Central banks are exploring new monetary policies. Unconventional ones, of course. The Bank of England (BoE) has recently announced one of such attempts. Although the main concern remains how to manage a negative-interest-rates environment, BoE Chief Economist A. Haldane most interestingly mentions the expansion of the scope of the bank’s asset-purchase plan to include risky securities.
Last February, this website hosted an article titled «The unintended consequences of coronavirus». At the time the article was published, the situation was not at all dramatic in Europe. For example, the official Covid-19 figures in Italy and Germany mentioned very limited number of cases. Governments were confident that everything would be under control, as witnessed by the fact that on February 15, two tons of medical equipment were shipped to China.
The damages caused to individuals and businesses by the outbreak of the COVID-19 pandemic are so vast that it will be almost impossible to make an accurate estimate of them. However, if those who contributed to such destruction can be called to account for it, by way of civil liability, the injured parties will obtain justice, and the damaging economic consequences will fall on those responsible. Instead, if internalizing the damage proves impossible, the deadweight loss will remain in the hands of entirely blameless victims.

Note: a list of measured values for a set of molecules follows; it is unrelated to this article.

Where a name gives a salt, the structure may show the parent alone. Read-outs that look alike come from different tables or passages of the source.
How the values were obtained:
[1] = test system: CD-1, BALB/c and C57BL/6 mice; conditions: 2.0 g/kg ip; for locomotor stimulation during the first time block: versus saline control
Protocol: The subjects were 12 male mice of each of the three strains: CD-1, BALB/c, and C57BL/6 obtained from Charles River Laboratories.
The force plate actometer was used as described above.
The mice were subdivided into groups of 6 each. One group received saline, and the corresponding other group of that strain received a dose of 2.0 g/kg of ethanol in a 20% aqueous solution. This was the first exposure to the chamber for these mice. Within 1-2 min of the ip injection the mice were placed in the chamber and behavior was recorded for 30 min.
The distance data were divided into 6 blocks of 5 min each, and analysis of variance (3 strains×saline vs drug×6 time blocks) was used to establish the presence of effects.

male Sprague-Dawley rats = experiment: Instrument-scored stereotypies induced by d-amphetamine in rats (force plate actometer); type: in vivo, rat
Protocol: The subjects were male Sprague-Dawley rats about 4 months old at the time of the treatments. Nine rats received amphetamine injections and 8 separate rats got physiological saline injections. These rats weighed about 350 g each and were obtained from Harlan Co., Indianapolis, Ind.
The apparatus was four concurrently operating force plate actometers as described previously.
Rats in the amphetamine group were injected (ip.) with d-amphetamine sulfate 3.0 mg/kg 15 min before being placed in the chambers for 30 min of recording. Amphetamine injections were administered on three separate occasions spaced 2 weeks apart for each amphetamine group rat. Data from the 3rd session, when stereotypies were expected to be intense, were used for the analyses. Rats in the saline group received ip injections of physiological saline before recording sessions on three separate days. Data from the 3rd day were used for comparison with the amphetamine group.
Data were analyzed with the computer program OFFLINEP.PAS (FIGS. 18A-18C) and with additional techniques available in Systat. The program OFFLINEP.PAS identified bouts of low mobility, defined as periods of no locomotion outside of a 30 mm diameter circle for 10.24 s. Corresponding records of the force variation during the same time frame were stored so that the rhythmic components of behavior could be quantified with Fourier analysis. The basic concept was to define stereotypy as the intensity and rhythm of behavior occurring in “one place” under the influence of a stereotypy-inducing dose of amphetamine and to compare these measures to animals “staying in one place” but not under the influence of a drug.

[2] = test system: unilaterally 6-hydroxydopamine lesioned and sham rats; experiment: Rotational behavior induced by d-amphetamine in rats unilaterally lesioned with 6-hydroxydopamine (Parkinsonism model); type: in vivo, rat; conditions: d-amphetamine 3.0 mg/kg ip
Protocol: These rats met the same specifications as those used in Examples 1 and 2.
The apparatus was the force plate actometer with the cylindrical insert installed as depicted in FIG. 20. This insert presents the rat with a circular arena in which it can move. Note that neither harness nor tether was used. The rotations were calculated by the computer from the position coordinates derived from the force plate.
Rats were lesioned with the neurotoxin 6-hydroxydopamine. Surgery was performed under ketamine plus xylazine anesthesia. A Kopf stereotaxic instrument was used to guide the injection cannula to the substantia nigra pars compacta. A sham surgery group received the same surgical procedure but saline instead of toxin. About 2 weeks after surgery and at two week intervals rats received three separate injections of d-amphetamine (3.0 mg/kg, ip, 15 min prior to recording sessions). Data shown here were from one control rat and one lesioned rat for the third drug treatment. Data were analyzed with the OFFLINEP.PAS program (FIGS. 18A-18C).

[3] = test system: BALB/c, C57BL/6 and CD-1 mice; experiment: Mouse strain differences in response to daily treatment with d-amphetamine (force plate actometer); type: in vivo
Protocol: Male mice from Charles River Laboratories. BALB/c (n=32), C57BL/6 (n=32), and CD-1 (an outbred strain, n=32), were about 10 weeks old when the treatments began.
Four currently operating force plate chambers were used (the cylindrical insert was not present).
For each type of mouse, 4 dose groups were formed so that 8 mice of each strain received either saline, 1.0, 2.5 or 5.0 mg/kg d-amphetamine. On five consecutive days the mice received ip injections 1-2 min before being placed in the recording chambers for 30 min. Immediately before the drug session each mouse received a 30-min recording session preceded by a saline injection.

In a new IREF Working Paper, David Stadelmann (Bayreuth University and IREF) and his co-authors discuss how the corona epidemic can be made less burdensome. They focus on the role of those who are immune after recovering from the illness and do not pose any health risks to others. The authors point to corona immunity as a resource that should be searched, found, produced, certified, and finally employed to ease the way out of the lockdown.
While all of the former socialist economies have liberalised and strengthened their markets over the past two decades, they have failed to strengthen the rule of law (see Table 1). Under socialism, legal systems are not designed to protect the rights of individuals. Instead, they serve the interests of the political elite. To that end, judges, prosecutors, and other judicial officials are trained and expected to cater to those interests. Most worrisome, some of the former socialist economies have even seen the weakening of the rule of law in the last few years.
Paris has decided to recall its ambassador from Rome, further deepening one of the worst crises between the two neighbouring countries in recent European history. The dramatic (some say theatrical)…